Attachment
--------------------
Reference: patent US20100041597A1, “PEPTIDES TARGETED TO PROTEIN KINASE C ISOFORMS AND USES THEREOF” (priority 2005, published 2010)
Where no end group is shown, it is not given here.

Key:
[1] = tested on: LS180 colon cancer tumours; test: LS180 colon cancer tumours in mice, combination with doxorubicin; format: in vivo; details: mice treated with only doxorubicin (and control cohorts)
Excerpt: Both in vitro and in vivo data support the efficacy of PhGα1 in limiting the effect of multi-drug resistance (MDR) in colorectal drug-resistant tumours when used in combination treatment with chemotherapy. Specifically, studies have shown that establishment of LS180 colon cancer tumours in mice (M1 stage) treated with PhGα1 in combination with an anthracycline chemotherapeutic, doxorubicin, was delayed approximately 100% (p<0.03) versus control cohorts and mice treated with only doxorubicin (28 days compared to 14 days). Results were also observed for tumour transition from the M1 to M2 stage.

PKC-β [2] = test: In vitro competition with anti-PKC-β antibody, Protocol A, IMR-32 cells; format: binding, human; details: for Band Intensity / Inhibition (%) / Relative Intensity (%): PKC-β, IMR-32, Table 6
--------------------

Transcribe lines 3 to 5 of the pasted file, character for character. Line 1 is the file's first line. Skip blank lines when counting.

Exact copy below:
Key:
[1] = tested on: LS180 colon cancer tumours; test: LS180 colon cancer tumours in mice, combination with doxorubicin; format: in vivo; details: mice treated with only doxorubicin (and control cohorts)
Excerpt: Both in vitro and in vivo data support the efficacy of PhGα1 in limiting the effect of multi-drug resistance (MDR) in colorectal drug-resistant tumours when used in combination treatment with chemotherapy. Specifically, studies have shown that establishment of LS180 colon cancer tumours in mice (M1 stage) treated with PhGα1 in combination with an anthracycline chemotherapeutic, doxorubicin, was delayed approximately 100% (p<0.03) versus control cohorts and mice treated with only doxorubicin (28 days compared to 14 days). Results were also observed for tumour transition from the M1 to M2 stage.